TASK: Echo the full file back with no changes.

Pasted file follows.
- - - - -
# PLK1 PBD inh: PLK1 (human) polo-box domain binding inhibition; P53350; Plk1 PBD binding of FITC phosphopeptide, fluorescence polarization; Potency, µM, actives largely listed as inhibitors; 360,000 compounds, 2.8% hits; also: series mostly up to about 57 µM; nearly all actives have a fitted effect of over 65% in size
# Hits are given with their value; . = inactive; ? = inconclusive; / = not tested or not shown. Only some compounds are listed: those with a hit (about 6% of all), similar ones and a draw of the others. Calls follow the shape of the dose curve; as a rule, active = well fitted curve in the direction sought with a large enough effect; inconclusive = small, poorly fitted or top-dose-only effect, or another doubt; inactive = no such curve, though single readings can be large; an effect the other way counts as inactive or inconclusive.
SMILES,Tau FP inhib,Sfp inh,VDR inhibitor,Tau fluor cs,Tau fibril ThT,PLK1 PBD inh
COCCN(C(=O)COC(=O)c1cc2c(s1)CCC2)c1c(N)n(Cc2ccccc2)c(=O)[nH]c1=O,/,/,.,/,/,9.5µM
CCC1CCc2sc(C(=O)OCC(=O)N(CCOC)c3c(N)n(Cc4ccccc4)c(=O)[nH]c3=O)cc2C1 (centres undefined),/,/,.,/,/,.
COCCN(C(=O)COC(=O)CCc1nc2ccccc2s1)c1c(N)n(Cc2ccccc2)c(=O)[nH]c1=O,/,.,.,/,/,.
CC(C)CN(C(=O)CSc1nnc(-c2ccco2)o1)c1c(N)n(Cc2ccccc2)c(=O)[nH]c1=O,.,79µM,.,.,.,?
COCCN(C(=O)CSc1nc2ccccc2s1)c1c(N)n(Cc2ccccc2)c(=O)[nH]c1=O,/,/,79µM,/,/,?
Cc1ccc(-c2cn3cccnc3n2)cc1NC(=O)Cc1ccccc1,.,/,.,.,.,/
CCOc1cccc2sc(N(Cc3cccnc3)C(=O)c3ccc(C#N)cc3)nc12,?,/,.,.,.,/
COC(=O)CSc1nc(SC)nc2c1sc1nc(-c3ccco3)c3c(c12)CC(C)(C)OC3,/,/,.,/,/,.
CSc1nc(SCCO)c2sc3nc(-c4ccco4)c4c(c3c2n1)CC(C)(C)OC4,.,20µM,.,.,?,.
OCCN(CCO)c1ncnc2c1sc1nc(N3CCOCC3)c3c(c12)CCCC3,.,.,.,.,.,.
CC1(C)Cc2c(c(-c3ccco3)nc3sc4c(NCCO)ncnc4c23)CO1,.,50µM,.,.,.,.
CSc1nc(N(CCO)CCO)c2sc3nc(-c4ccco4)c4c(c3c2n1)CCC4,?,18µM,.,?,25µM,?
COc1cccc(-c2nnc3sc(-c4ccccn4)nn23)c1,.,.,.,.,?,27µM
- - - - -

# PLK1 PBD inh: PLK1 (human) polo-box domain binding inhibition; P53350; Plk1 PBD binding of FITC phosphopeptide, fluorescence polarization; Potency, µM, actives largely listed as inhibitors; 360,000 compounds, 2.8% hits; also: series mostly up to about 57 µM; nearly all actives have a fitted effect of over 65% in size
# Hits are given with their value; . = inactive; ? = inconclusive; / = not tested or not shown. Only some compounds are listed: those with a hit (about 6% of all), similar ones and a draw of the others. Calls follow the shape of the dose curve; as a rule, active = well fitted curve in the direction sought with a large enough effect; inconclusive = small, poorly fitted or top-dose-only effect, or another doubt; inactive = no such curve, though single readings can be large; an effect the other way counts as inactive or inconclusive.
SMILES,Tau FP inhib,Sfp inh,VDR inhibitor,Tau fluor cs,Tau fibril ThT,PLK1 PBD inh
COCCN(C(=O)COC(=O)c1cc2c(s1)CCC2)c1c(N)n(Cc2ccccc2)c(=O)[nH]c1=O,/,/,.,/,/,9.5µM
CCC1CCc2sc(C(=O)OCC(=O)N(CCOC)c3c(N)n(Cc4ccccc4)c(=O)[nH]c3=O)cc2C1 (centres undefined),/,/,.,/,/,.
COCCN(C(=O)COC(=O)CCc1nc2ccccc2s1)c1c(N)n(Cc2ccccc2)c(=O)[nH]c1=O,/,.,.,/,/,.
CC(C)CN(C(=O)CSc1nnc(-c2ccco2)o1)c1c(N)n(Cc2ccccc2)c(=O)[nH]c1=O,.,79µM,.,.,.,?
COCCN(C(=O)CSc1nc2ccccc2s1)c1c(N)n(Cc2ccccc2)c(=O)[nH]c1=O,/,/,79µM,/,/,?
Cc1ccc(-c2cn3cccnc3n2)cc1NC(=O)Cc1ccccc1,.,/,.,.,.,/
CCOc1cccc2sc(N(Cc3cccnc3)C(=O)c3ccc(C#N)cc3)nc12,?,/,.,.,.,/
COC(=O)CSc1nc(SC)nc2c1sc1nc(-c3ccco3)c3c(c12)CC(C)(C)OC3,/,/,.,/,/,.
CSc1nc(SCCO)c2sc3nc(-c4ccco4)c4c(c3c2n1)CC(C)(C)OC4,.,20µM,.,.,?,.
OCCN(CCO)c1ncnc2c1sc1nc(N3CCOCC3)c3c(c12)CCCC3,.,.,.,.,.,.
CC1(C)Cc2c(c(-c3ccco3)nc3sc4c(NCCO)ncnc4c23)CO1,.,50µM,.,.,.,.
CSc1nc(N(CCO)CCO)c2sc3nc(-c4ccco4)c4c(c3c2n1)CCC4,?,18µM,.,?,25µM,?
COc1cccc(-c2nnc3sc(-c4ccccn4)nn23)c1,.,.,.,.,?,27µM